Freight forwarders have entered a brave new era where their employees need to have better cross training in order to service their clients. Freight shipping has moved into the global arena and more suppliers have realized that in order to remain competitive, they need to provide better training to their employees and they must find ways of trimming their costs and overhead. Although offering air freight and other forms of shipping help to diversify the services provided by freight forwarders, it is important that each service provider continue to insist on periodic training for their employees in order to remain at the forefront of the changing industry.

There is currently a consensus in the freight industry that the only providers that will continue to remain on top will be those that find ways of providing a more comprehensive and complete customer experience. Not only will freight forwarders have to provide commercial shipping services, but their agents must now be well versed in the nuances of certain types of deliveries including air freight security, dangerous goods and international trade. Many of the world’s freight forwarding organisations are now providing workshops to their members in order to get them up to speed on all of the changes that are so rapidly taking place in their industry.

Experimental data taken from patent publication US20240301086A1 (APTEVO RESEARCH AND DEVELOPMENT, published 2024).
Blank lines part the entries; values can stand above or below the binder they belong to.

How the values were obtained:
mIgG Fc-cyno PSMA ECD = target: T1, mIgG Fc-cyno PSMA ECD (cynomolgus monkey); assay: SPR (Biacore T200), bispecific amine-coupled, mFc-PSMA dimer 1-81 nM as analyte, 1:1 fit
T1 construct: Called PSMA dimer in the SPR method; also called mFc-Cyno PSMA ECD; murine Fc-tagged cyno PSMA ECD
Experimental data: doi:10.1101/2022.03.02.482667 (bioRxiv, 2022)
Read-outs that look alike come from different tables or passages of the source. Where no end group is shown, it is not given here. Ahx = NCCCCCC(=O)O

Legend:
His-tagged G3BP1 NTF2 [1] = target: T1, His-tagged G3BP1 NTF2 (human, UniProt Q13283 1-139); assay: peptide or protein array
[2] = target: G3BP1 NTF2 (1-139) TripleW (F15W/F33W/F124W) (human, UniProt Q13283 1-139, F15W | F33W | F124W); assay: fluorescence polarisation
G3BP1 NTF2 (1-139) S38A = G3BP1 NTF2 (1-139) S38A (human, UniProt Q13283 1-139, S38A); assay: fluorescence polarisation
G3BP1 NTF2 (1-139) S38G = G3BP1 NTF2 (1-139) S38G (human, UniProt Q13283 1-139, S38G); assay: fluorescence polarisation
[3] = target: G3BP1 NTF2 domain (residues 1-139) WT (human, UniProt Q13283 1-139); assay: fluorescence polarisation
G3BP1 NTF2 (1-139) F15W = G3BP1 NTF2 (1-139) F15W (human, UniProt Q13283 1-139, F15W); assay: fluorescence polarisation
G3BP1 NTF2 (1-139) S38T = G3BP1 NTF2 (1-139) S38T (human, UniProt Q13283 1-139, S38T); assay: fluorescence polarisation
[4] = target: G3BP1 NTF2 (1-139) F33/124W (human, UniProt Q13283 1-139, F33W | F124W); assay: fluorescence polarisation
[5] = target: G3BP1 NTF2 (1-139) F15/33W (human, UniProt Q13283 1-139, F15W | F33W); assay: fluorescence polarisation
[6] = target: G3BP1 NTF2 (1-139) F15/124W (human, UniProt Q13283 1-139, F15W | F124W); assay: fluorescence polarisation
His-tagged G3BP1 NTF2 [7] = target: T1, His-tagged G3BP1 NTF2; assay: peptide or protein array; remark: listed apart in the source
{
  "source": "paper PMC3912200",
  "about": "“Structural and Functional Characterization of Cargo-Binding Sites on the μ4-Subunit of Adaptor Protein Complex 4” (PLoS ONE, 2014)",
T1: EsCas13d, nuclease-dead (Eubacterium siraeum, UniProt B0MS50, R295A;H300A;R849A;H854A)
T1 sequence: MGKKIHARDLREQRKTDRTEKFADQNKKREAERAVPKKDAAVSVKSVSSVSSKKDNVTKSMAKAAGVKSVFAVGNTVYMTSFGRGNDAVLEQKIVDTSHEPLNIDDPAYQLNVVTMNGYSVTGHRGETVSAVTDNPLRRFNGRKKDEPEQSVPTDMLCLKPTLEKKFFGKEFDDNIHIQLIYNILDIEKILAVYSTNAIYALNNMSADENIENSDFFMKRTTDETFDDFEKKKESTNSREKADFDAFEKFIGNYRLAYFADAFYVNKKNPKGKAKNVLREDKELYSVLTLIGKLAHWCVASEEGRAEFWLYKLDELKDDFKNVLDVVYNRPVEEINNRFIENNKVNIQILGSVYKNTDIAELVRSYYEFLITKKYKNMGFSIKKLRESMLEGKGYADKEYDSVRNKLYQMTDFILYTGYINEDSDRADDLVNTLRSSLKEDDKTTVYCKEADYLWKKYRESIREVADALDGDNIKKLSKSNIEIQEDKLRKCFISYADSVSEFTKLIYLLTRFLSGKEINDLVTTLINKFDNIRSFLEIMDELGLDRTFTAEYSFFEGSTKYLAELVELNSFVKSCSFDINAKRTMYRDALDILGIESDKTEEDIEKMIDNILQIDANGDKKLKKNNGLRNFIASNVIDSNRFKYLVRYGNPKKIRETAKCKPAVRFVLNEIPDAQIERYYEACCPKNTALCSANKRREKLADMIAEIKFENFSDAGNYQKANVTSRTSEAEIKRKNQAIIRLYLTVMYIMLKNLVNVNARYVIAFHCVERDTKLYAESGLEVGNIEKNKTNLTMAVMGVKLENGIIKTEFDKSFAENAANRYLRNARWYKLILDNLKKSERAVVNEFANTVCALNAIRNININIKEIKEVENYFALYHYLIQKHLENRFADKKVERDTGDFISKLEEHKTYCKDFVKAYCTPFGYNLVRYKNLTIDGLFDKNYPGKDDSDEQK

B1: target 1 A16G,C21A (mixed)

Freight forwarders are faced with having to constantly innovative in order to continue providing the kind of services for which they are known, but at rates that businesses want to pay. For that reason freight shipping logisticians are always busy modelling the delivery of different kinds of shipments via various routes using alternate carriers in order to find the best methods of shipping by the most reliable routes at the lowest possible cost. Freight forwarders are also involved in creating the infrastructure necessary for the shipping industry to continue functioning properly without interruption.

Another element that is playing an increasingly large role in the freight forwarding industry is that of cross functional integration. Cross functional integration is a fancy term to describe the process by which manufacturers, suppliers and distributors know exactly when to begin their next supply runs based on the delivery and sale of products. For example, if a pair of Nike running shoes are sold in London, then a report must go out to the Nike headquarters to begin their next production run. The information should then trigger a purchasing request in order for the required materials to be available for the creation of the next batch of running shoes. The flow of information that is needed for such a chain to work smoothly is another element on which freight forwarders are working.